A group of rural landholders whose properties are to be resumed for a highway expansion have blasted WA's planning laws as unfair amid claims they are treated differently to city folk.
Dozens of property owners near Bindoon have argued they face financial heartbreak over State Government plans to upgrade a highway linking Perth and Darwin.
Main Roads wants the expansion to accommodate increased mining-related traffic between Perth and the Pilbara and ease congestion in the Swan Valley.
Although the Liberal Party has promised to upgrade a 37km section between Tonkin Highway and Muchea, there has been no money put forward for a proposed bypass of Bindoon.
Amid the uncertainty, Bindoon landowners in the highway's path say they are being left in the lurch because of shortcomings in the State's planning legislation covering compensation.
Unlike city residents, who can claim compensation as soon as plans affect the value of their properties, they say they are bound to wait almost until the Government starts building works.
The proposal has slashed the value of their properties, which in many cases are their retirement nest eggs. They say they will have to sell at a loss or wait indefinitely.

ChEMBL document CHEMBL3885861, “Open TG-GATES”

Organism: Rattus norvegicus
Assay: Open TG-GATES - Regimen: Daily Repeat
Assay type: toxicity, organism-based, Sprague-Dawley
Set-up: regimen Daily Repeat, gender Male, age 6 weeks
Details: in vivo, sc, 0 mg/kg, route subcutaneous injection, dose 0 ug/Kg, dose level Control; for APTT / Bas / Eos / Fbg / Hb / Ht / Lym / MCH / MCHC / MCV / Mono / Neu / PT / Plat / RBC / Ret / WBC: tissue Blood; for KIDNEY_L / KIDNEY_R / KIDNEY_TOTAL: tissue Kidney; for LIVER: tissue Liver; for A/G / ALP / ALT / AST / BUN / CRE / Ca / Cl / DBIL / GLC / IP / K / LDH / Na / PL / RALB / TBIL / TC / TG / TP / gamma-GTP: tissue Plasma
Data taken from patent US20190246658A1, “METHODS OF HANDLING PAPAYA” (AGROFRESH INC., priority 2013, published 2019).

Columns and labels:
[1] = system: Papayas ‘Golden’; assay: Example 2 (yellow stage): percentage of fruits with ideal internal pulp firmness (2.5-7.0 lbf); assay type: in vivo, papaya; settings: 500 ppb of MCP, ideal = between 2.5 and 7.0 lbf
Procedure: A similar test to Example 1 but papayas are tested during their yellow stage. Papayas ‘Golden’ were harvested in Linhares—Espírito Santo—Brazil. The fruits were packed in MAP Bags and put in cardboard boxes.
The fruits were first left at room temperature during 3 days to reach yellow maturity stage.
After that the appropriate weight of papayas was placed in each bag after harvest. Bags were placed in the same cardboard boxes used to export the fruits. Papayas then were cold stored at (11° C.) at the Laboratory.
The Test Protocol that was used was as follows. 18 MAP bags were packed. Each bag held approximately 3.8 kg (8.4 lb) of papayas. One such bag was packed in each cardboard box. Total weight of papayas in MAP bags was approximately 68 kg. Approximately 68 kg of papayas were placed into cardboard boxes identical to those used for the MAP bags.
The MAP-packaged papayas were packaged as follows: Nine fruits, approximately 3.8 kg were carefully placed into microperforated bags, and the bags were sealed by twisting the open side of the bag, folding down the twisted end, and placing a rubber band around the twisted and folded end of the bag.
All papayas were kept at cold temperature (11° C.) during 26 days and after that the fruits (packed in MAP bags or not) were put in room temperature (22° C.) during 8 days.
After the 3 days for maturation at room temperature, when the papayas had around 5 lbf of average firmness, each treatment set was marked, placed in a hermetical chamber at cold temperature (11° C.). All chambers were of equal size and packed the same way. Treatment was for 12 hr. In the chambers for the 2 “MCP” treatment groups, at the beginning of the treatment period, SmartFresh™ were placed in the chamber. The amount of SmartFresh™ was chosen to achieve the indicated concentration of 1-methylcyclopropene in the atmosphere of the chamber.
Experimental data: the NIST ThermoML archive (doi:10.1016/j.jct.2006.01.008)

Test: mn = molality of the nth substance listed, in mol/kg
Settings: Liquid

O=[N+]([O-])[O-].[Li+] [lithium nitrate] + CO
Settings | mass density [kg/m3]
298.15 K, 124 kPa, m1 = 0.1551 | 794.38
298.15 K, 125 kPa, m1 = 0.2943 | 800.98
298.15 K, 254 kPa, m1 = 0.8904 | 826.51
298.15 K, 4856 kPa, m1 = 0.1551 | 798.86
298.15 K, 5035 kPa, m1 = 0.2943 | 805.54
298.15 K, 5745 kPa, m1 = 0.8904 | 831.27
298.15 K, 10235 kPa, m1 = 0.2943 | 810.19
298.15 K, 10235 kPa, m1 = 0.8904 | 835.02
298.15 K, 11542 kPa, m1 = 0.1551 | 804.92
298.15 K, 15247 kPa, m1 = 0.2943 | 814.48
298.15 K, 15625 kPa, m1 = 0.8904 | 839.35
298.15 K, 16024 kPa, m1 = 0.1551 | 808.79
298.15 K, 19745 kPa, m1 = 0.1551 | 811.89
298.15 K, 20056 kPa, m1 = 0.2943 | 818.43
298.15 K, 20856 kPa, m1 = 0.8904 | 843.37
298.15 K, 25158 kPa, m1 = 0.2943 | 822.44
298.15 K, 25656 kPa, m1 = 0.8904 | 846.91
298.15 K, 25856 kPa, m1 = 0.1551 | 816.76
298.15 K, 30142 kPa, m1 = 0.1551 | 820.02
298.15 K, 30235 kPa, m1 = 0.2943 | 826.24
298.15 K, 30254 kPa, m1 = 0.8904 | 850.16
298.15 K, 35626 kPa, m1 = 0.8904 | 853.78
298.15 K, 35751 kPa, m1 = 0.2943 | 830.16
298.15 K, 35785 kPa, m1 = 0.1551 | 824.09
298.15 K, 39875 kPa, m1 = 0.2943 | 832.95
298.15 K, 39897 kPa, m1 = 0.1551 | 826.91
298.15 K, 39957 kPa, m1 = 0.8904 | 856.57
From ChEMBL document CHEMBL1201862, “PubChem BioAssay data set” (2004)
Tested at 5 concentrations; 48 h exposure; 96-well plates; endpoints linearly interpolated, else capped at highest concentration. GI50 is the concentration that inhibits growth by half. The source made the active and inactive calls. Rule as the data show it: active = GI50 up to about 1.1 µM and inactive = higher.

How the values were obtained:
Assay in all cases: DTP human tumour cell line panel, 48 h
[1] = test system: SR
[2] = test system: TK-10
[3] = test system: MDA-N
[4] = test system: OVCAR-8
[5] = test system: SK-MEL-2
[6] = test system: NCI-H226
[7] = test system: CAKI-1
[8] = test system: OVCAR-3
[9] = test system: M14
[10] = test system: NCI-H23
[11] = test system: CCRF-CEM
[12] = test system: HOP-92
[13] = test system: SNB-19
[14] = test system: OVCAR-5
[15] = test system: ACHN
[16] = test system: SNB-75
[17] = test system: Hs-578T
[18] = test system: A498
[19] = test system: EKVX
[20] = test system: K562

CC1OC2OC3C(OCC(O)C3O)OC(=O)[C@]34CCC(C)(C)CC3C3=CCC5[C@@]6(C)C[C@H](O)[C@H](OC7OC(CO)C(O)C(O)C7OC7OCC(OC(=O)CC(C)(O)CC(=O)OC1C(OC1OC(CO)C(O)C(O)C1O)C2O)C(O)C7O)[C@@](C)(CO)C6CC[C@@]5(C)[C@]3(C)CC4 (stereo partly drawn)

Peter Rogers, who owns a small hobby farm at Bindoon that will be cut in two, said the proposal had halved the value of his land and may have made it unsaleable.
Mr Rogers accepted the Government's right to take land for infrastructure but accused it of failing to provide equitable compensation.
He said people in the city were covered by a State-funded scheme, but country residents had to apply to local government, which was invariably unable to take on the liability. "It's grossly unfair," Mr Rogers said.A Department of Planning spokeswoman said it was considering funding changes so people affected by decisions outside Perth could be "more adequately" compensated.
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